There’s a style of government that’s frustrating the hell out of me these days. Call it governing by checklist.
It sees leaders prioritize doing what they promised — checking an item off their list of campaign pledges — above the available evidence and data.
In Toronto, this looks to be playing out in a small way through the city’s ongoing debate over whether to further contract out garbage collection.
If you haven’t been following the city’s trash saga, here’s a quick recap.
Half the city’s garbage collection is contracted out to private collectors. The other half is done by city employees. When John Tory ran for mayor, he promised to contract out all city garbage collection.
But once in office, Tory’s privatization push ran into a pair of stubborn obstacles: facts and numbers.
A 2015 staff report revealed that, on a per-household basis, the public-sector collection in Scarborough was cheaper than the private collection in Etobicoke. Based on this and the risk attached to contracting out all service, the report recommended sticking with the status quo.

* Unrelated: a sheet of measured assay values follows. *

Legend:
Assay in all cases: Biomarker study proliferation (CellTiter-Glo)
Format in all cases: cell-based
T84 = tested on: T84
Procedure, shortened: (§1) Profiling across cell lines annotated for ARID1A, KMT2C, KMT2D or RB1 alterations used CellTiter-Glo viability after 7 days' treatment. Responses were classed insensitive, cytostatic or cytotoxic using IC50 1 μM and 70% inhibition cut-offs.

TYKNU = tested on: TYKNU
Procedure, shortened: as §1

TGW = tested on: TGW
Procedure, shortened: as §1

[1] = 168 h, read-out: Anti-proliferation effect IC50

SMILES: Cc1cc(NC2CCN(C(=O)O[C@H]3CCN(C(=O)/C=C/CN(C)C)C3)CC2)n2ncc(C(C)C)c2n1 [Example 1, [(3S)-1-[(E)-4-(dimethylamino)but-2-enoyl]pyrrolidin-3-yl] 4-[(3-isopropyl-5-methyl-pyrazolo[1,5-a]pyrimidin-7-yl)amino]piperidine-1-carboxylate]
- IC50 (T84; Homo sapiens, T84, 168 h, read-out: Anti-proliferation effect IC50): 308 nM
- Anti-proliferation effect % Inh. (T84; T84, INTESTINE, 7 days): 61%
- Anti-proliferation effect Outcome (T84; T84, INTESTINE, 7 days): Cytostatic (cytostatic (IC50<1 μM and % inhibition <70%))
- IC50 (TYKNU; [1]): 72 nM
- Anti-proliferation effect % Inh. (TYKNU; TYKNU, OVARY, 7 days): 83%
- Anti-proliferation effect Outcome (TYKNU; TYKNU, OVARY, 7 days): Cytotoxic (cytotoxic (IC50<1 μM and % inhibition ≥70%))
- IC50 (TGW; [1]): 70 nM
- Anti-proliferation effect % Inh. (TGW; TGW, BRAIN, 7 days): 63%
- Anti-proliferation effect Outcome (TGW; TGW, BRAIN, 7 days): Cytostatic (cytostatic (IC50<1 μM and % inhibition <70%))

But now, more than a year later, there’s a new report on the same subject. This one suggests there might in fact be savings to be found in contracting out more garbage collection. Tory is enthusiastically in favour.
But here’s the twist: the numbers that might make that case aren’t being released publicly.
Updated cost comparisons between private and public collection are being kept confidential, for fear that revealing the numbers would negatively influence the contract bid process – even though that process has yet to be approved by anyone.
Secret numbers. Contradictory reports. All this trash talk smells pretty bad.
And it sure looks like a process geared toward achieving a political end – checking the box next to Tory’s campaign promise to contract out garbage collection.
That’s a problem, as it always is. Governing by checklist has become too common.
In America, Republicans are set to keep their promise to repeal the Affordable Care Act, even though they have no workable replacement. In Canada, Stephen Harper kept a pledge to reduce the sales tax, even though economists said it was a bad idea.
And in Toronto, before Tory, Mayor Rob Ford attempted to keep a pledge to cancel the Transit City light rail projects, even though the move wasted at least $75 million and delayed transit for years.
None of this is to say that campaign promises aren’t important. They are. They shouldn’t be made lightly and leaders should be held to account.
But one item on every checklist should come before all others: evidence-based decision making.
Check that first.
This post was originally published at http://www.metronews.ca/views/toronto/torys-toronto-matt-elliott/2017/01/23/a-toronto-campaign-promise-john-tory-should-consider-trash.html on 2017-01-23T00:00:00.000Z